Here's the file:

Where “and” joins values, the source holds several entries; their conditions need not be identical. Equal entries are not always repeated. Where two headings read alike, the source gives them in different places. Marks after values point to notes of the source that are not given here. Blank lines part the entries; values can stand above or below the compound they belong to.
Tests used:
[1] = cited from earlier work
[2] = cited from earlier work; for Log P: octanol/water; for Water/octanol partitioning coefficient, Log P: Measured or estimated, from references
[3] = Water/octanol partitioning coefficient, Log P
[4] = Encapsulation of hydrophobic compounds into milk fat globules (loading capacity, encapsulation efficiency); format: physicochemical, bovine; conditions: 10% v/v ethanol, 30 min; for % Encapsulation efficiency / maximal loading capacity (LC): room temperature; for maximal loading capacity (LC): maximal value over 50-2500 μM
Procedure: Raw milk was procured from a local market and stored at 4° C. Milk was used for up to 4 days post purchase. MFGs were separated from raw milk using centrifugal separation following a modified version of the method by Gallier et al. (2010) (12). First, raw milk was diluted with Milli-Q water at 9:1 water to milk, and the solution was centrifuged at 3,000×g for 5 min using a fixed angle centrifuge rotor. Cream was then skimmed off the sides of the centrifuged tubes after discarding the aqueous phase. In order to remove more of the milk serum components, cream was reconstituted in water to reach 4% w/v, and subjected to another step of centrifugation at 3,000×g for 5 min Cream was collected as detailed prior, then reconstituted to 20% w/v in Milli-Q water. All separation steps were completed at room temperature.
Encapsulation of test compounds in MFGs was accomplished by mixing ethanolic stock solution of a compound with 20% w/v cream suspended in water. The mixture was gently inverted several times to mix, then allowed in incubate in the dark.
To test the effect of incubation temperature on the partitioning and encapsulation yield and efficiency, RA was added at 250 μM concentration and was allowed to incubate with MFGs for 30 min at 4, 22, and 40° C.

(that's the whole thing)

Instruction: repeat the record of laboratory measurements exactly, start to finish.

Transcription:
Where “and” joins values, the source holds several entries; their conditions need not be identical. Equal entries are not always repeated. Where two headings read alike, the source gives them in different places. Marks after values point to notes of the source that are not given here. Blank lines part the entries; values can stand above or below the compound they belong to.
Tests used:
[1] = cited from earlier work
[2] = cited from earlier work; for Log P: octanol/water; for Water/octanol partitioning coefficient, Log P: Measured or estimated, from references
[3] = Water/octanol partitioning coefficient, Log P
[4] = Encapsulation of hydrophobic compounds into milk fat globules (loading capacity, encapsulation efficiency); format: physicochemical, bovine; conditions: 10% v/v ethanol, 30 min; for % Encapsulation efficiency / maximal loading capacity (LC): room temperature; for maximal loading capacity (LC): maximal value over 50-2500 μM
Procedure: Raw milk was procured from a local market and stored at 4° C. Milk was used for up to 4 days post purchase. MFGs were separated from raw milk using centrifugal separation following a modified version of the method by Gallier et al. (2010) (12). First, raw milk was diluted with Milli-Q water at 9:1 water to milk, and the solution was centrifuged at 3,000×g for 5 min using a fixed angle centrifuge rotor. Cream was then skimmed off the sides of the centrifuged tubes after discarding the aqueous phase. In order to remove more of the milk serum components, cream was reconstituted in water to reach 4% w/v, and subjected to another step of centrifugation at 3,000×g for 5 min Cream was collected as detailed prior, then reconstituted to 20% w/v in Milli-Q water. All separation steps were completed at room temperature.
Encapsulation of test compounds in MFGs was accomplished by mixing ethanolic stock solution of a compound with 20% w/v cream suspended in water. The mixture was gently inverted several times to mix, then allowed in incubate in the dark.
To test the effect of incubation temperature on the partitioning and encapsulation yield and efficiency, RA was added at 250 μM concentration and was allowed to incubate with MFGs for 30 min at 4, 22, and 40° C.